In One Person

Have you heard of John Irving? He's a talented novelist who has written a hefty thirteen works in his career as a writer so far, four of which were on the New York Times Bestseller list: The Hotel New HampshireThe Cider House RulesWidow For One Year, and The Fourth Hand. He's also a fan of really serious head shots, according to Google.

You might recognize that second title; The Cider House Rules was turned into a movie in 1999 and won two Acadamy Awards.

However, he initially established himself as a writer with an earlier novel, The World According to Garp, which won the National Book Award in 1979 and was also made into a film (starring none other than the timeless Robin Williams).

His thirteenth novel, In One Body, was published in 2012 and won a Lambda Literary Award for Bisexual Fiction the following year. This is the one the Campus Bookworm chose to chew on.

There are many reasons to explore John Irving's writing. His works manage to be incredibly detailed while simultaneously rivaling the dramatics of a House of Cards episode (no easy feat). If nothing else, he always succeeds in engaging the reader to feel sympathy for his generally uncoventional characters. This novel in particular was an enticing fictional biography of the struggles and recollections of a bisexual man from the small town of First Sister, Vermont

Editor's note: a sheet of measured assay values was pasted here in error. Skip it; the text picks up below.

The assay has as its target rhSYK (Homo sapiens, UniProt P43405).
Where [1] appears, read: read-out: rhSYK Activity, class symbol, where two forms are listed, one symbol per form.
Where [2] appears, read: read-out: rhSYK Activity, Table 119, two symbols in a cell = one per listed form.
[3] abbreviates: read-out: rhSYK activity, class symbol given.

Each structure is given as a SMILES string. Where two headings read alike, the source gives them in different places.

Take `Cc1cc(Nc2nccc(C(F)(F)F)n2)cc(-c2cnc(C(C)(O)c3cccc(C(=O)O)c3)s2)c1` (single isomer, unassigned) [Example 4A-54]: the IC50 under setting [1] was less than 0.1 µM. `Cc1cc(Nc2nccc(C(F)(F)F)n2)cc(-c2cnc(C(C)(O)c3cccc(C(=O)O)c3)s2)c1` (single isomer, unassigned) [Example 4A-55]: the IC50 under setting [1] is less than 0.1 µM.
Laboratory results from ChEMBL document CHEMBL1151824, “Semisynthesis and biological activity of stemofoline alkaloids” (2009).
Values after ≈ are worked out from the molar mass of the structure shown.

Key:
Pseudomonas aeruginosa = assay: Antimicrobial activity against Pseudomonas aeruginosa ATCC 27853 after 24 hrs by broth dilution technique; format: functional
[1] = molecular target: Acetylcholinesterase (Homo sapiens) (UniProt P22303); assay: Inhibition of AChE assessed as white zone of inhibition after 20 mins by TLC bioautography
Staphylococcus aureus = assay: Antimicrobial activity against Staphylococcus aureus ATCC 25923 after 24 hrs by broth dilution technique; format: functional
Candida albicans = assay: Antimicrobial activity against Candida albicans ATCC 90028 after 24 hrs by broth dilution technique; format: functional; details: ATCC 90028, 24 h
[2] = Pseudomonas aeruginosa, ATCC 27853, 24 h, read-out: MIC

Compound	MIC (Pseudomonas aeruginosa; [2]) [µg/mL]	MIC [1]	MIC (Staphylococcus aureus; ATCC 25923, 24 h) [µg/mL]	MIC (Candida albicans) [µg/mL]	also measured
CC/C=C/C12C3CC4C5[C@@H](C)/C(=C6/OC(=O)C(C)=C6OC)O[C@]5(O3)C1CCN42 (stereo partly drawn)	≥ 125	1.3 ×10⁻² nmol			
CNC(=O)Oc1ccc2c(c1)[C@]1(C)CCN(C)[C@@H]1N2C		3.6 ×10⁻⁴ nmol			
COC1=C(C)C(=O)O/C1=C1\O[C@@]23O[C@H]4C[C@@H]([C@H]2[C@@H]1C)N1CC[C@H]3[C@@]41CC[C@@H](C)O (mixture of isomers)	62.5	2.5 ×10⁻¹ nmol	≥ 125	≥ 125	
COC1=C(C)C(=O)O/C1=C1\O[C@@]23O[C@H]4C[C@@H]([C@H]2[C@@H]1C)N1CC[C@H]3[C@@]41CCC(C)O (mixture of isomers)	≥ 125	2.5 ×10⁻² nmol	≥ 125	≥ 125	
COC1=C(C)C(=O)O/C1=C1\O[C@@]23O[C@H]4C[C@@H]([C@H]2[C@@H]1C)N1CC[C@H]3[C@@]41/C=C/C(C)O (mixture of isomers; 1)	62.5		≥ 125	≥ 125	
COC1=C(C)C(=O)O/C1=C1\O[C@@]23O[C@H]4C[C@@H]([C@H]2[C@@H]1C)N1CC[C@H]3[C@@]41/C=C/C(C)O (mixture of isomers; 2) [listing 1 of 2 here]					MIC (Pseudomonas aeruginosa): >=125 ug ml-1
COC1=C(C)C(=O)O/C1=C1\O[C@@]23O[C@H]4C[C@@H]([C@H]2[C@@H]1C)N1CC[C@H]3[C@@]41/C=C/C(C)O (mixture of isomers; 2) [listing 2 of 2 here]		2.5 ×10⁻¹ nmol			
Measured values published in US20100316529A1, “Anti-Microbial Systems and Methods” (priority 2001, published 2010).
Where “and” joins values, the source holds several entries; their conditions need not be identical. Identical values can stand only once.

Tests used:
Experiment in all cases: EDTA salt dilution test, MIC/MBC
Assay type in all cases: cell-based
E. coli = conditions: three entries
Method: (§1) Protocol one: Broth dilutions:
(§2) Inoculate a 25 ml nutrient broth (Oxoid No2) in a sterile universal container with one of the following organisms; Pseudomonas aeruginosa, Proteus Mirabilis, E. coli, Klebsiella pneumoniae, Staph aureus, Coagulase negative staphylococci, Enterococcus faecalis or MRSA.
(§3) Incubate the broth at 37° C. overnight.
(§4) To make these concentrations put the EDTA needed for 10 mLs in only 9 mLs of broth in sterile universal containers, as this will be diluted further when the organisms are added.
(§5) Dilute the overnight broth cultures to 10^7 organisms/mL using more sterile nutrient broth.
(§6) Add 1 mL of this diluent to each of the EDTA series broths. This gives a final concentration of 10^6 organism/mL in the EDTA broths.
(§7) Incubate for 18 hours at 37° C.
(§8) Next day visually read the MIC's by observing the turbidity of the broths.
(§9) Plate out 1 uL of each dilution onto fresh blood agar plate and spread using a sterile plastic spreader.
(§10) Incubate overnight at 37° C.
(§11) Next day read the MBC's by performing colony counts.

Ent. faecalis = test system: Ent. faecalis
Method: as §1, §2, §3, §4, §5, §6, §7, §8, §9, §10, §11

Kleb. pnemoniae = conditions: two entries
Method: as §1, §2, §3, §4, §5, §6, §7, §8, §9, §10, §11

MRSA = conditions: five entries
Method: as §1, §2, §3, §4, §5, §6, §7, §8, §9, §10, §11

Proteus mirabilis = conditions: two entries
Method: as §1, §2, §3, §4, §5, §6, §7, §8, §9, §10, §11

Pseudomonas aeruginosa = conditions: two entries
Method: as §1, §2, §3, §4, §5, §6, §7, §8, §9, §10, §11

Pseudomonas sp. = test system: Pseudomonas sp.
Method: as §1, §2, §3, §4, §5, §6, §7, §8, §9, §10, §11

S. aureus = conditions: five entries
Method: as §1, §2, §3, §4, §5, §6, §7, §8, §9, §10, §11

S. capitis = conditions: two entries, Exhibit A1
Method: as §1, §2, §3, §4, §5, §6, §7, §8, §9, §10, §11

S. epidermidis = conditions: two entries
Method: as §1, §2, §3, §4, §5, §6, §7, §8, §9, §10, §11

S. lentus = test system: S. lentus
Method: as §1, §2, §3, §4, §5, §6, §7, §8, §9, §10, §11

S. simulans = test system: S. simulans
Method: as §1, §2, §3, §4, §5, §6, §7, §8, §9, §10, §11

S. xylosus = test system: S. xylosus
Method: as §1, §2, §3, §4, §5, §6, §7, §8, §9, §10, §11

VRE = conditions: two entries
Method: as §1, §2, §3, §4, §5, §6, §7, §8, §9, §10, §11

In the 1950's, William Francis Dean is thirteen, and his world seems to be framed by the things he lacks: a father, his mother's sympathy, and a library card. Billy is a quiet kid raised in a family who hoards their secrets and his distraught, fragile mother pulls ever so much farther away from him as he begins to resemble the man who had left her. But everything changes the day her handsome new husband takes Billy to acquire his first library card. It is on this day that he meets Miss Frost, the town librarian.

"Before you can write anything, you have to notice something"

As a hopeful future writer, Billy certainly has a knack for noticing things that others pass by. He sees a loyal friend in a lonely girl named Elaine, a schoolmate's cruelty hidden behind the guise of a beautiful boy, and he immediately notices his fierce attraction to the town librarian, a transgender woman three times his age.

John Irving's "In One Person" is the story of Billy Dean; it follows the span of his life from age thirteen into his late sixites. The story makes its way through his memory, alternately moving forward and backwards, leaving the rules of chronology behind (as memories themselves tend to do).

“Your memory is a monster; you forget—it doesn't. It simply files things away; it keeps things for you, or hides things from you. Your memory summons things to your recall with a will of its own. You imagine you have a memory, but your memory has you!”

John Irving traces the life of his characters beautifully; it's as if the reader experiences Billy's transformation - from a questioning, self-conscious teenager, into a confident bisexual adult - along with him.

"Don't make me a category before you get to know me," Miss Frost memorably told the young Billy when he first discovered her sexual identity. It's a lesson that continues to permeate Billy's life long after he leaves First Sister, one that he finds it does well to heed.